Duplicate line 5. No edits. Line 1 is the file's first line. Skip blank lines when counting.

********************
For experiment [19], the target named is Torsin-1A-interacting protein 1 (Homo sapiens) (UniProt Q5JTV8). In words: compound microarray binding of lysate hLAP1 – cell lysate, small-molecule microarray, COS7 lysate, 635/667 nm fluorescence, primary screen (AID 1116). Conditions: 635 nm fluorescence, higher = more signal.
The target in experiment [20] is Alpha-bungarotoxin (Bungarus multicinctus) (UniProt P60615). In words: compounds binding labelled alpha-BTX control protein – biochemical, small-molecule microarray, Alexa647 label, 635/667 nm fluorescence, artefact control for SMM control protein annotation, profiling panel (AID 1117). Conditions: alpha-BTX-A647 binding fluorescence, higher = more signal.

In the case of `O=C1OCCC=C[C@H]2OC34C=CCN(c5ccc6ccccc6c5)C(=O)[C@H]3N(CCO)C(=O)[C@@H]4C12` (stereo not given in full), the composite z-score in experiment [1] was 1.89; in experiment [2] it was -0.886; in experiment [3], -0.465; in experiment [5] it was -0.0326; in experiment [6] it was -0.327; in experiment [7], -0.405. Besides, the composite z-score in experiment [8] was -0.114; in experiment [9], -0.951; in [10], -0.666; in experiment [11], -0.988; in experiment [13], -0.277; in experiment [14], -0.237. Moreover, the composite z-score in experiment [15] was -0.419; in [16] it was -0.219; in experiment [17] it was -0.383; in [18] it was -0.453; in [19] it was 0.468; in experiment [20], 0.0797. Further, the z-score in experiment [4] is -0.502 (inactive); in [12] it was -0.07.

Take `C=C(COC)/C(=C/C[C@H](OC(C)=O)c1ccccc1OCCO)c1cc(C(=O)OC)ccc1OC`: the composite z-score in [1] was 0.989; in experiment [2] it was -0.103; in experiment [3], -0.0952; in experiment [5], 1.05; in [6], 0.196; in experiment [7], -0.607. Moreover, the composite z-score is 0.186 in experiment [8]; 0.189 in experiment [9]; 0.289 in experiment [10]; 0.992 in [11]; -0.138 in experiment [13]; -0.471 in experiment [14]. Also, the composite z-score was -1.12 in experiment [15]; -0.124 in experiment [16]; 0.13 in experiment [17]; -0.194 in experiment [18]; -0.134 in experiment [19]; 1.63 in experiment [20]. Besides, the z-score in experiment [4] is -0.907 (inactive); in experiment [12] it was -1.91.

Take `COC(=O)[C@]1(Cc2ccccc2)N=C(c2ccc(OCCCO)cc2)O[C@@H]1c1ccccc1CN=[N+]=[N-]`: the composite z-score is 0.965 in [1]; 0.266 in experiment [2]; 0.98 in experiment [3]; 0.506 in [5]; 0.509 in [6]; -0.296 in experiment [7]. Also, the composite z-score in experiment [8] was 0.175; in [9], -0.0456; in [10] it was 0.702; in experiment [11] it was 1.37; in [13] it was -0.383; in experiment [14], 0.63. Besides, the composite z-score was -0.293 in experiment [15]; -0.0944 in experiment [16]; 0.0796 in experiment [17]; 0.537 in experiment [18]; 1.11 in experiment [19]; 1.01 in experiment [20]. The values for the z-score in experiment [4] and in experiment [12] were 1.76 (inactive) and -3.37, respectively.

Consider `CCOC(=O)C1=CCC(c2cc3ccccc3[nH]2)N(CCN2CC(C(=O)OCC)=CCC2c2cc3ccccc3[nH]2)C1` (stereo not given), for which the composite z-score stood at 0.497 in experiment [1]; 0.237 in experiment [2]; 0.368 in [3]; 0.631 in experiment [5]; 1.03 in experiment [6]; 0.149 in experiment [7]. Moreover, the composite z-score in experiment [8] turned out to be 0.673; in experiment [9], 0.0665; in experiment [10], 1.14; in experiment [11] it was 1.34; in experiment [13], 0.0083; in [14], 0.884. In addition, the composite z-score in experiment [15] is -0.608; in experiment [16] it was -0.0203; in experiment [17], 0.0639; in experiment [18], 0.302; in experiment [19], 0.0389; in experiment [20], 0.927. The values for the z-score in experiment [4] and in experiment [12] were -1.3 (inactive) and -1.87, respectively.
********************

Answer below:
Take `COC(=O)[C@]1(Cc2ccccc2)N=C(c2ccc(OCCCO)cc2)O[C@@H]1c1ccccc1CN=[N+]=[N-]`: the composite z-score is 0.965 in [1]; 0.266 in experiment [2]; 0.98 in experiment [3]; 0.506 in [5]; 0.509 in [6]; -0.296 in experiment [7]. Also, the composite z-score in experiment [8] was 0.175; in [9], -0.0456; in [10] it was 0.702; in experiment [11] it was 1.37; in [13] it was -0.383; in experiment [14], 0.63. Besides, the composite z-score was -0.293 in experiment [15]; -0.0944 in experiment [16]; 0.0796 in experiment [17]; 0.537 in experiment [18]; 1.11 in experiment [19]; 1.01 in experiment [20]. The values for the z-score in experiment [4] and in experiment [12] were 1.76 (inactive) and -3.37, respectively.